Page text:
Post 18″ 3 1/2″ 3 1/2″ 1 Fir
Center Cleat 16 1/4″ 2 3/4″ 1″ 1 Maple
Side Cleats 16 1/4″ 1 1/2″ 1″ 2 Maple
Draw Fronts 5″ 3 1/2″ 1/2″ 4 Maple
Drawer Sides 16 1/4″ 3 1/2″ 3/8″ 4 Maple
Drawer Runners 16 1/4″ 3/8″ 3/8″ 4 Maple

The original plans had called for using pine for the top and drawer sides. I may still do that. I’ve made the top thicker than indicated in the FWW article as I’ll be inlaying a chess board of 1/16″ veneer. The original had called for a 9/16″ top rather than a 3/4″ top. We’ll see how that progresses.

Preparing for the Next Project

Since I have finished the dutch tool chest last week, I’ve been thinking about the next project that I would like to make.

My goal for this project will be to:

  1. Learn at least one new technique; and,
  2. Make something that I will want to use on a regular basis in my home; and,
  3. Give a home to some rescued items.

I’ve been spending time looking at a number of traditional furniture styles with an eye toward the Shakers.  In particular, I think that I’d like to make something along the lines of a traditional candle stand.

However, I think I would like to add some inlay to this table.  I have a set of chess pieces that were rescued from a basement. They are currently sitting wrapped in old newspaper and need a more permanent and appropriate home.

Shaker Sewing Table
Shaker-inspired sewing stand from Christian Becksvoort.  Appearing in Fine Woodworking Issue #261

I’d like to base this on the table made by Christian Becksvoort in the May/June 2017 issue of Fine Woodworking.  However, I will be adding an inlayed/veneered chess board to the top of the table.  The drawers will act as storage for the chess pieces.

There are a few skills and techniques that I think this project will require.  This includes cutting sliding dovetails and veneering. I have some ambrosia maple boards in the shop that might be perfect for the top. More later…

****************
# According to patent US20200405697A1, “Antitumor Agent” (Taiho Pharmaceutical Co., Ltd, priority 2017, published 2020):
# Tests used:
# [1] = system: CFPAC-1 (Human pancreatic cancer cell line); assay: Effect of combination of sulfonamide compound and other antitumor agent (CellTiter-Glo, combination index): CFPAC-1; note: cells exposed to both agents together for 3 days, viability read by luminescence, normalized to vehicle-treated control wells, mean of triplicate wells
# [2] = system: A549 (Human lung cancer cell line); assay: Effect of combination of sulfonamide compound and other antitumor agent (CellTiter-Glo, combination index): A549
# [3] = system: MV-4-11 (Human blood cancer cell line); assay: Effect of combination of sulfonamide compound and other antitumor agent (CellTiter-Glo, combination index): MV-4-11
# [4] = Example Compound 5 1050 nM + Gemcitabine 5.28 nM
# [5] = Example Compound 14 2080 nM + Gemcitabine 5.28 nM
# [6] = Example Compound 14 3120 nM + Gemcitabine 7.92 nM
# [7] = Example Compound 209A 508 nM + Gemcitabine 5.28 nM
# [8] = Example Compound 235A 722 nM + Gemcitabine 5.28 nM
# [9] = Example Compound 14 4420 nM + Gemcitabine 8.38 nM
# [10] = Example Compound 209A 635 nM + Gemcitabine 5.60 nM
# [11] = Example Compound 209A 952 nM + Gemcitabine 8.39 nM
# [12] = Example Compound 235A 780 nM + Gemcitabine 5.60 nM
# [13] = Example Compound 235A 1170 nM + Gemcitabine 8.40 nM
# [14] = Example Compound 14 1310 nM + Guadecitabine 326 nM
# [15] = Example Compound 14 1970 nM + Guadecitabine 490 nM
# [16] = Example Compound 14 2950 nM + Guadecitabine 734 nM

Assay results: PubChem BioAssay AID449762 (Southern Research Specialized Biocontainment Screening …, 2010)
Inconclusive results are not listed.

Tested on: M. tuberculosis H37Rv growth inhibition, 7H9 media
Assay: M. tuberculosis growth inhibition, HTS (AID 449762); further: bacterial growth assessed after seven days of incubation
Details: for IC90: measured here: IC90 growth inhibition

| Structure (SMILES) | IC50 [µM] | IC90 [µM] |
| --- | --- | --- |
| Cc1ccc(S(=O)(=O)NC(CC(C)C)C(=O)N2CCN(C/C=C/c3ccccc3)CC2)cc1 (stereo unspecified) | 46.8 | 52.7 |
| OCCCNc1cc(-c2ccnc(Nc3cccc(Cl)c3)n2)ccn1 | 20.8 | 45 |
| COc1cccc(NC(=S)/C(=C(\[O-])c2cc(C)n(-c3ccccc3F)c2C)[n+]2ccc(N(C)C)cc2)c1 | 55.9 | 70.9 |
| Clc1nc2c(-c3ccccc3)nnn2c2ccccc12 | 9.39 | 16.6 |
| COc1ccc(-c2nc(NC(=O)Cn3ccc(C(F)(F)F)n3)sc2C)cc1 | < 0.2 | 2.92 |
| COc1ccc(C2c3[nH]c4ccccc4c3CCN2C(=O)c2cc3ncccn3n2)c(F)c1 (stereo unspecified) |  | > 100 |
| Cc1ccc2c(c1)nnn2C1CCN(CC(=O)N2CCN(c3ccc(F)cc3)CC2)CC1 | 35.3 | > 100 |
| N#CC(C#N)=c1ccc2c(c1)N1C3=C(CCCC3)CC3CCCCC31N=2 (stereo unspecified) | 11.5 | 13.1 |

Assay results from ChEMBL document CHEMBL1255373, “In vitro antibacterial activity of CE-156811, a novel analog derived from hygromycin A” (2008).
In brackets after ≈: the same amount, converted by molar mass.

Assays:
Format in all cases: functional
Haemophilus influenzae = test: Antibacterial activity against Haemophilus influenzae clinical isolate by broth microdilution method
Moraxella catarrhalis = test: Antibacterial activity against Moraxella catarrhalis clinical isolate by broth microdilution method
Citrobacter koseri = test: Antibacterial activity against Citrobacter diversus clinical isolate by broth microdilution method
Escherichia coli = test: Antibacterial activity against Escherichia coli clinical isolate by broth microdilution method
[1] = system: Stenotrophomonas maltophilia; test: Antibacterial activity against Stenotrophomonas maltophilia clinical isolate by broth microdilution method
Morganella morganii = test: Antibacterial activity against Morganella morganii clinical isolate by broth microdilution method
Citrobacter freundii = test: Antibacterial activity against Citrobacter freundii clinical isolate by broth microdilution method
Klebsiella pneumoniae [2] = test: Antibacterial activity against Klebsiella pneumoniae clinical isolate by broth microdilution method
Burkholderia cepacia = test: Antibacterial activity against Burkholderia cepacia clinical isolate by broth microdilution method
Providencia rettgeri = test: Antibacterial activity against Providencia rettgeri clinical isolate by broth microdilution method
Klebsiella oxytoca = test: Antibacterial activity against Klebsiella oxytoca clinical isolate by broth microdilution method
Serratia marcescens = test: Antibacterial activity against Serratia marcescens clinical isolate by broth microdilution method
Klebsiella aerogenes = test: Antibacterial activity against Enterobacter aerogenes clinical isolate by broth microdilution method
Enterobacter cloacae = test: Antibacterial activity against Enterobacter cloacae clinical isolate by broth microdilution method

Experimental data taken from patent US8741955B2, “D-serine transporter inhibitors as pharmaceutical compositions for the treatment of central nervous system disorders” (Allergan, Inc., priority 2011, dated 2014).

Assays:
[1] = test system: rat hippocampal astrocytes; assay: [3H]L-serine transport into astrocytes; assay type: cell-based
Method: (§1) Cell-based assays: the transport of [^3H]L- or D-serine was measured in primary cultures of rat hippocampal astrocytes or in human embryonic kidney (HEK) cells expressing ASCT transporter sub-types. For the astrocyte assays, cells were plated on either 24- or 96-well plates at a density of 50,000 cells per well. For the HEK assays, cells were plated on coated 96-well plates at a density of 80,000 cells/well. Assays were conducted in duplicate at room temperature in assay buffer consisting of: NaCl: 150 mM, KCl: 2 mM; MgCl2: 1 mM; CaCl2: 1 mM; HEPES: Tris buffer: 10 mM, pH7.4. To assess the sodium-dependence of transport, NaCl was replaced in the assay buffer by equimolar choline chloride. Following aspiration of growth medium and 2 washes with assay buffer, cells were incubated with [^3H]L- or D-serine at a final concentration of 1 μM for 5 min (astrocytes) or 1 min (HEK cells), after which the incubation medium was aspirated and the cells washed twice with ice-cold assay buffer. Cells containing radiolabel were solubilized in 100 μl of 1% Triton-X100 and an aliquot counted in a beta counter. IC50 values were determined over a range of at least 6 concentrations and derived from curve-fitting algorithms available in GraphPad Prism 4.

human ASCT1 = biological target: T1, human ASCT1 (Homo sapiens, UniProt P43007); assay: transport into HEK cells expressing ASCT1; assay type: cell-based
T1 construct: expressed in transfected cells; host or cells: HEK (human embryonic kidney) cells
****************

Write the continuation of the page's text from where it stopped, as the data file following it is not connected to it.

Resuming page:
Dutch Tool Chest

Since starting to do more traditional woodworking over the past year, I have built up (amassed) a set of hand tools. They had no home in my workshop. Some were on a pegboard, others on shelves, under my workbench, in boxes, etc. I think I spent more time moving things around to make room and hunting for tools than actually making anything.

The chest is based upon plans from the October 2013 issue of Popular Woodworking: I made it out of BORG 1×12 pine boards. The lower unit is based on .

The upper unit stores all of my hand tools. The lower unit stores a number of the handheld power tools I use, including a router, random orbital sander, and a jigsaw (thought I can’t remember the last time I used the jigsaw for anything). These had been scattered around the shop in various tool bags. Using the lower unit for these adds good weight to the bottom and keeps the shop organized.

The hinges and lifts are from Lee Valley. The hasp, casters, and the cabinet lock for the lower unit are from the BORG. The finish is Lexington Green milk paint from Old Fashioned Milk Paint. Two coats, sanded 320 in between and topped with paste wax. The top silhouette is from a photo my wife took of our two cats sitting in a window.

I still have a few finishing touches to do on it, including an upper saw till for panel saws and some storage for pencils, marking knife, and similar. I may add chest lifts to the lower unit as well.

Addendum: The chest and bottom casters. However the floor of my workshop is most definitely not. Shims are added to keep everything appropriately upright.